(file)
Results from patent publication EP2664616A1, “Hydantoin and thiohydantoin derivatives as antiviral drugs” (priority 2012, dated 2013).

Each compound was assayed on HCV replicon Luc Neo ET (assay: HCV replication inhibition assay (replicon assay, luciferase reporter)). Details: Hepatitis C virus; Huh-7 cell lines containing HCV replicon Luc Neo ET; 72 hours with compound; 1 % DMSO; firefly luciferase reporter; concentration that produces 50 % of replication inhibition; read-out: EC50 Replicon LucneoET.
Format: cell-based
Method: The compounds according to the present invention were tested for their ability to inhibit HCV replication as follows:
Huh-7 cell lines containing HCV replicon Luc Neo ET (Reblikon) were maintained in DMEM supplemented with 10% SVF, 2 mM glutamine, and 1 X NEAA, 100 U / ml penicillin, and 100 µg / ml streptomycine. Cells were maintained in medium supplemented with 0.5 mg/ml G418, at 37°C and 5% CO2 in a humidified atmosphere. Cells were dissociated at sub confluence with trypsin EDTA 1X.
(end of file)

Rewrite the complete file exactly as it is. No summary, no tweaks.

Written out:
Results from patent publication EP2664616A1, “Hydantoin and thiohydantoin derivatives as antiviral drugs” (priority 2012, dated 2013).

Each compound was assayed on HCV replicon Luc Neo ET (assay: HCV replication inhibition assay (replicon assay, luciferase reporter)). Details: Hepatitis C virus; Huh-7 cell lines containing HCV replicon Luc Neo ET; 72 hours with compound; 1 % DMSO; firefly luciferase reporter; concentration that produces 50 % of replication inhibition; read-out: EC50 Replicon LucneoET.
Format: cell-based
Method: The compounds according to the present invention were tested for their ability to inhibit HCV replication as follows:
Huh-7 cell lines containing HCV replicon Luc Neo ET (Reblikon) were maintained in DMEM supplemented with 10% SVF, 2 mM glutamine, and 1 X NEAA, 100 U / ml penicillin, and 100 µg / ml streptomycine. Cells were maintained in medium supplemented with 0.5 mg/ml G418, at 37°C and 5% CO2 in a humidified atmosphere. Cells were dissociated at sub confluence with trypsin EDTA 1X.